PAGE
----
Island_Peninsula - Glamor, Efficiency, Orderliness & Constant Change: Making of the Hong Kong Architecture Landscape: HKIA Architecture Exhibition in Los Angeles

Hoi-wood Chang, Kwok-kin So, Wai Keung Yeung, Ming Sze Au Yeung, Mehran Ayati

Research output: Non-textual formExhibition


Co-chief curator of the HKIA Architecture Exhibition in Los Angeles organised by the Hong Kong Institute of Architects, Los Angeles, USA; lead sponsored by CreateHK; other sponsors include Chinachem Group, L’Hotel Group, KWG Group Holdings Ltd., The Hongkong and Shanghai Hotels, Ltd., Hysan Development Company Ltd.

Hong Kong is a city resting on a unique landscape form by islands and a peninsula. It does not have many natural resources, but given its unique historical background, as well as economic and politic development, it has become the international city as we know it. Many people who have not visits Hong Kong imagine it as an island, while in fact, it is made up of over 200 islands. The city is spread across the Hong Kong Island and the Kowloon peninsula, and extends all the way to the mainland of the New Territories.

How should Hong Kong’s architectural landscape be portrayed in Los Angeles? Compared to Los Angeles’ flat terrain, Hong Kong’s landscape stands out as hilly and filled with twists and turns. Los Angeles’ dependency on private vehicles stands in stark contrast to Hong Kong’s highly efficient and convenient public transport system. The endless horizontal development of Los Angeles takes an opposite direction to the extreme vertical tendency of Hong Kong’s architecture. Between the two city’s completely different cityscapes, the uniqueness of Hong Kong’s architecture can be clearly articulated.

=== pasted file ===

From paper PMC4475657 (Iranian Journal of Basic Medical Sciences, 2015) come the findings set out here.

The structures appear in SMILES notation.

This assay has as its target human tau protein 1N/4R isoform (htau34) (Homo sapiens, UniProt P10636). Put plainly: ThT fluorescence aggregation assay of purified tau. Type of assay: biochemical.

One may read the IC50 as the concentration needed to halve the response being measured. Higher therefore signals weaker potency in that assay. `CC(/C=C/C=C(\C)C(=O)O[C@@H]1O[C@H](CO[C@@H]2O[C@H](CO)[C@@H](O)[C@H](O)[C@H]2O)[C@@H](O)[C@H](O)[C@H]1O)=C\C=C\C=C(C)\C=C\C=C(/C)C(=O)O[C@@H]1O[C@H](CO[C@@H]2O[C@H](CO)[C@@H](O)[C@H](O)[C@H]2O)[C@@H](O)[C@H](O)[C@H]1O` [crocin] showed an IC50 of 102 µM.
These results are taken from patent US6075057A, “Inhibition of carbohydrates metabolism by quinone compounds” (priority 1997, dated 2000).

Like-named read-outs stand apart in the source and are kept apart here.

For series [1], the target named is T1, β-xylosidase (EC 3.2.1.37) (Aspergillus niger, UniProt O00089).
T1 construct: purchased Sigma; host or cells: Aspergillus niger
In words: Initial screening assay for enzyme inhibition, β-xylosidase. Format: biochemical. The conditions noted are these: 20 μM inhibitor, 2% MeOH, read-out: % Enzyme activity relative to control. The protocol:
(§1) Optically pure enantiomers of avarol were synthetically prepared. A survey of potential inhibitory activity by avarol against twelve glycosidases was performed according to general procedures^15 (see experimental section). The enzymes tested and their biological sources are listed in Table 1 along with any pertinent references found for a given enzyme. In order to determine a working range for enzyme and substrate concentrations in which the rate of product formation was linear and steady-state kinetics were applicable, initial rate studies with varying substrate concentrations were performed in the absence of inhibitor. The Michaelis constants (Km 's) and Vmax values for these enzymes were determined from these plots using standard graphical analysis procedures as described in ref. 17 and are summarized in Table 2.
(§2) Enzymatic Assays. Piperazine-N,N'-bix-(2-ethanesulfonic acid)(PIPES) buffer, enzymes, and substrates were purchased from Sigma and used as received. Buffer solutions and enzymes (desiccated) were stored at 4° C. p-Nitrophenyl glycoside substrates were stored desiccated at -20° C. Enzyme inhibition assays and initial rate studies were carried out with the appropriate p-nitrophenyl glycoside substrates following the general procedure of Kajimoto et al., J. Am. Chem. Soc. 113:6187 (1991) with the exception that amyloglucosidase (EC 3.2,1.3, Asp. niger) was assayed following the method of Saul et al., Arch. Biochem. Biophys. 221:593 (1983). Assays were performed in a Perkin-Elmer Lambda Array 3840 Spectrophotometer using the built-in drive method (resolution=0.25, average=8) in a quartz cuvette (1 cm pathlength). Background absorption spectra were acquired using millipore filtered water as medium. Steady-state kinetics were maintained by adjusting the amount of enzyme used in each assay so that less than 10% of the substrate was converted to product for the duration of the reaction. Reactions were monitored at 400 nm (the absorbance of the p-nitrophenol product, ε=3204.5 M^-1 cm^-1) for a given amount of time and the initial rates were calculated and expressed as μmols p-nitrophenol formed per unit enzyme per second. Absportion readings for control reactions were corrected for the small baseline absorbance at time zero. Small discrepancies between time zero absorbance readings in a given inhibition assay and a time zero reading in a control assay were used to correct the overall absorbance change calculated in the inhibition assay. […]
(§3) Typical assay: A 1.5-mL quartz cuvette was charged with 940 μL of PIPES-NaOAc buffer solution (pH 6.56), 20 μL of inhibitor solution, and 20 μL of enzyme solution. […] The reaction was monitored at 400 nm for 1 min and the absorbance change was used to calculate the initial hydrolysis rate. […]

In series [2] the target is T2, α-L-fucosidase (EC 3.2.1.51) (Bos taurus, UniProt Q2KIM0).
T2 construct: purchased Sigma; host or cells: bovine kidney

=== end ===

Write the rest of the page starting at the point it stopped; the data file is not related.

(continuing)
The concept of this exhibition came from “Island and Peninsula”, a novel about Hong Kong city life written by renowned Hong Kong author Liu Yichang in the 1970s. In the book, fragments of stories came together to showcase the nearly mundane daily life of the inhabitants of a city made up of an island and a peninsula. This exhibition takes the imagery of Hong Kong as an island and a peninsula as a point of departure, and assembled many unique “Hong Kong style” architecture stories. In the exhibition venue, continuous landscapes resembled an abstract, conceptual model of island and peninsula. The exhibits take root on the contours of the landscape, and fall within one of the four zones representing the core values of glamor, efficiency, orderliness, and constant change. These 4 core values give rise to the 14 ways of Hong Kong architecture. Apart from the architectural works, artist Keith Lam created a multimedia work depicting the 4 values through data visualization. Writer Wong Yi created an alternative Hong Kong Writing, which provides another imaginative dimension for the exhibits.

While Mr. H was aimlessly driving around City H, Mr. L and his car had travelled from City L through countless cities and states. As Ms. H enjoyed the soothing sea breeze and sunshine on a yacht sailing between the islands of City H, Mrs. L jogged along the beach of City L and looked out into the boundless ocean….

Hong Kong.
Los Angeles.
Two sides of the Pacific Ocean.
12 degrees apart in latitude.
15 hours apart in time zones.
Original languageEnglish
Publication statusPublished - 2019
EventIsland_Peninsula, HKIA Architecture Exhibition in Los Angeles : Glamor, Efficiency, Orderliness and Constant Change: Making of the Hong Kong Architectural Landscape - Los Angeles, United States
Duration: 19 Sept 20192 Oct 2019


  • Architecture


Dive into the research topics of 'Island_Peninsula - Glamor, Efficiency, Orderliness & Constant Change: Making of the Hong Kong Architecture Landscape: HKIA Architecture Exhibition in Los Angeles'. Together they form a unique fingerprint.

Cite this